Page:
The First Universalist Society was organized in Middletown in 1829. Ten years later the Society constructed a church on Main Street at the corner of College Street (then called Parsonage Street; the building’s current address is 203-207 Main Street). Declining membership in the early twentieth century led to the sale of the building to the Odd Fellows for use as a meeting hall in 1916. The building has always had retail space on the first floor (originally the basement, as a flight of stairs led up to the church entrance from street level) and there was a conference room in the rear of the first floor. The Main Street front is currently home to Thai Gardens Restaurant.
The Langdon Harrison House, located at 1686 Middletown Avenue in the Northford section of North Branford, was built in 1838. The house features the pedimented facade of the Greek Revival style, but with an atypically wide four-bay front facade. Langdon Harrison was First Selectman in North Branford in 1848-1849. The Connecticut Business Directory of 1856 lists “Langdon, Harrison & Co.” in Northford. He died in 1859.
At 340-408 Leete’s Island Road in Branford is an early Greek Revival house thought to have been built before 1830 (the date carved on one of the house‘s beams) by James Palmer, although it has traditionally been associated with his son, Hezekiah Palmer. James Palmer was lost in a shipwreck in 1831. There is also a historic barn on the property.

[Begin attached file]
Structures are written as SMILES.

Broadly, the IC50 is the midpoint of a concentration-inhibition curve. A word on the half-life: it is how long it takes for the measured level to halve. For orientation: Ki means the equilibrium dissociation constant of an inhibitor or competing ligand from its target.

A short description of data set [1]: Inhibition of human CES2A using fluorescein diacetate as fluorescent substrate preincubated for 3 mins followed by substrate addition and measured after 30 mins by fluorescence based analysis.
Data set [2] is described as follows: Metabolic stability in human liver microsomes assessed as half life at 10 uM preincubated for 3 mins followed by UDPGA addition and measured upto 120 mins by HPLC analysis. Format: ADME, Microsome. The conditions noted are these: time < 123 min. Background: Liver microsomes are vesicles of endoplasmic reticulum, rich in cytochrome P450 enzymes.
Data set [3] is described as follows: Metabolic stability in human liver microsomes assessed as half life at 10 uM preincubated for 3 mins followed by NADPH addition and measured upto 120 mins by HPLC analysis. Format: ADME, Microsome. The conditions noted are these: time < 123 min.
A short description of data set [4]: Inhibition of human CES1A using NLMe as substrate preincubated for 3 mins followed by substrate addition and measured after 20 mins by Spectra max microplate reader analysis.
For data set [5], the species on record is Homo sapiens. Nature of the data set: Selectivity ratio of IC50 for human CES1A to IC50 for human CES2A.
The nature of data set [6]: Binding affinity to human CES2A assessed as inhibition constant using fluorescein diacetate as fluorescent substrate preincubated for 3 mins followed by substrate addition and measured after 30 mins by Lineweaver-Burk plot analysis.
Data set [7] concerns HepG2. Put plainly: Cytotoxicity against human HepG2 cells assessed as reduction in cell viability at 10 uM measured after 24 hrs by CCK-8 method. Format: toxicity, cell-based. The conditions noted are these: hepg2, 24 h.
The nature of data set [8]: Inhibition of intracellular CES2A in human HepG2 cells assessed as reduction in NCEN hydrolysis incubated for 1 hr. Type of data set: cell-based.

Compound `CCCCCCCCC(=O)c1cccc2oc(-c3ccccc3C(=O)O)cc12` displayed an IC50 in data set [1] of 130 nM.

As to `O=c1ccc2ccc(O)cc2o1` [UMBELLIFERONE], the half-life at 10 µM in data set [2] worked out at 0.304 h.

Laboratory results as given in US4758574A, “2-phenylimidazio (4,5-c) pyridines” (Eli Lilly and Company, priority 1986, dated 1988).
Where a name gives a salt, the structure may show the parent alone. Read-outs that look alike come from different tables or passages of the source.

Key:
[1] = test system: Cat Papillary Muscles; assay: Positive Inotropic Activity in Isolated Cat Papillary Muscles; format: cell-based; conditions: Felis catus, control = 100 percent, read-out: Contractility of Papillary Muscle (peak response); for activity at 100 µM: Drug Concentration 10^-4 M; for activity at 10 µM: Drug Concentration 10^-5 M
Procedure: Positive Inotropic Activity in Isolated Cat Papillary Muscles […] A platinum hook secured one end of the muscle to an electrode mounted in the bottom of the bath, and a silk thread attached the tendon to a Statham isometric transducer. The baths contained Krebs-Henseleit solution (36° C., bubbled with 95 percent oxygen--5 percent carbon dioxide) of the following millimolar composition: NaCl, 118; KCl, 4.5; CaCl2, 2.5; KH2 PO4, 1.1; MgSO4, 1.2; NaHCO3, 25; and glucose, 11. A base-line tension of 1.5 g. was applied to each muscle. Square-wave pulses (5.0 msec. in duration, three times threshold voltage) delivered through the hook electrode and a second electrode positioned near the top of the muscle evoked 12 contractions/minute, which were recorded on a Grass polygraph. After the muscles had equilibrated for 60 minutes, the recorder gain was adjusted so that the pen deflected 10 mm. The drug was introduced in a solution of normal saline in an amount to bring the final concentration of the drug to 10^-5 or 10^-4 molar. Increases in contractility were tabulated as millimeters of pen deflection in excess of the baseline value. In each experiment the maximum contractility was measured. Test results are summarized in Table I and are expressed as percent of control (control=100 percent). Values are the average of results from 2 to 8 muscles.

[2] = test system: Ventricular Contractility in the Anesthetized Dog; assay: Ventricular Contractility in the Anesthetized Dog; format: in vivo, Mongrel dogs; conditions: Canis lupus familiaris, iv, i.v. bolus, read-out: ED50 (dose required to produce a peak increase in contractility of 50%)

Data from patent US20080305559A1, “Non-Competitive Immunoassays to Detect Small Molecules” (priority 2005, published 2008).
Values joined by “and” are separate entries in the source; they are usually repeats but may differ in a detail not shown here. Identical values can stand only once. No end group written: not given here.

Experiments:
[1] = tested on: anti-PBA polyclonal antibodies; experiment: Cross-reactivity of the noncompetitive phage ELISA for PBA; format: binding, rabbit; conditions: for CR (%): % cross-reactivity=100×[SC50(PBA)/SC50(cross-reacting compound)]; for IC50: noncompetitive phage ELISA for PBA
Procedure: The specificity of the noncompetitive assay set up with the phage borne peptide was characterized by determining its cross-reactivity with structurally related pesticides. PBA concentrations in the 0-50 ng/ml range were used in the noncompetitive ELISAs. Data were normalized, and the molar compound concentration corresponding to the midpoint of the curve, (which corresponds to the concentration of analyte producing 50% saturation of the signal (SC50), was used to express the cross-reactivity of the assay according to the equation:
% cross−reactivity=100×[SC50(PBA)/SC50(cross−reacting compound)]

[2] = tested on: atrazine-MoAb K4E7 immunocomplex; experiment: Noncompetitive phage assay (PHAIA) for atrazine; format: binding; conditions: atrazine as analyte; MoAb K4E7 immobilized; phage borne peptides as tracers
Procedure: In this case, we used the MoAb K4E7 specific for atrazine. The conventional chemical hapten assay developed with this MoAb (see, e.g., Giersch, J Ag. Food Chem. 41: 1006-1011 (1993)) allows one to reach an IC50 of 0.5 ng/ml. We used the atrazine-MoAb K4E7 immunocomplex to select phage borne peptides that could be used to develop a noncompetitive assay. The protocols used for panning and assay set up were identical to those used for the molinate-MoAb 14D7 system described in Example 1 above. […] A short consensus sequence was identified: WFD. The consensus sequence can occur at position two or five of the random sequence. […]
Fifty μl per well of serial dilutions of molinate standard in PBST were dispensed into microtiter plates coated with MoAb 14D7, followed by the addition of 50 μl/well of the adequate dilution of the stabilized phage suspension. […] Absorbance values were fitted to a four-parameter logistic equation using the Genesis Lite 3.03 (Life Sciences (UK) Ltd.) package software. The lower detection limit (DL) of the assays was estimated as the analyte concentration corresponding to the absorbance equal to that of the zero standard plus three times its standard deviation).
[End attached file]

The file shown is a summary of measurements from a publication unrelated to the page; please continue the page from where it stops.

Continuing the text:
The brick house at 273 South Main Street in Cheshire was built c. 1850. It is transitional in style between the Greek Revival and the Italianate Villa. Two owners of the house in the mid-nineteenth century were E. Talmadge and U. P. Hokum.
The Giles Barber House is an “L”-shaped plan Federal/Greek Revival style residence at 411-413 Windsor Avenue in Windsor. It was built c. 1825 using bricks made nearby, at brickyards on the east side of Windsor Avenue.
In 1769, Reuben Stone built the house at 22 Broad Street in Guilford, near the home of his brother, Caleb Stone. Reuben Stone (1726-1804) was a supporter of the Revolutionary War who procured supplies for the soldiers. In 1842, the Greek Revival entryway was added and the house was altered from one-and-a-half stories with a steeper roof to two-stories. The house was later owned by Leverett C. Stone (1819-1892) and other Stone descendants.
The two houses standing next south of the new academy were built by Elishama Brandegee, the father of Dr. Elishama Brandegee. The one nearest the academy, long the home of Dr. Brandegee and his family, was designed for the teacher and was occupied by Ariel Parish. The other, now the parsonage of the Second Congregational Church, strange to relate, was built to be used as a parsonage by the Rev. James McDonald, who was settled here 1835-1837.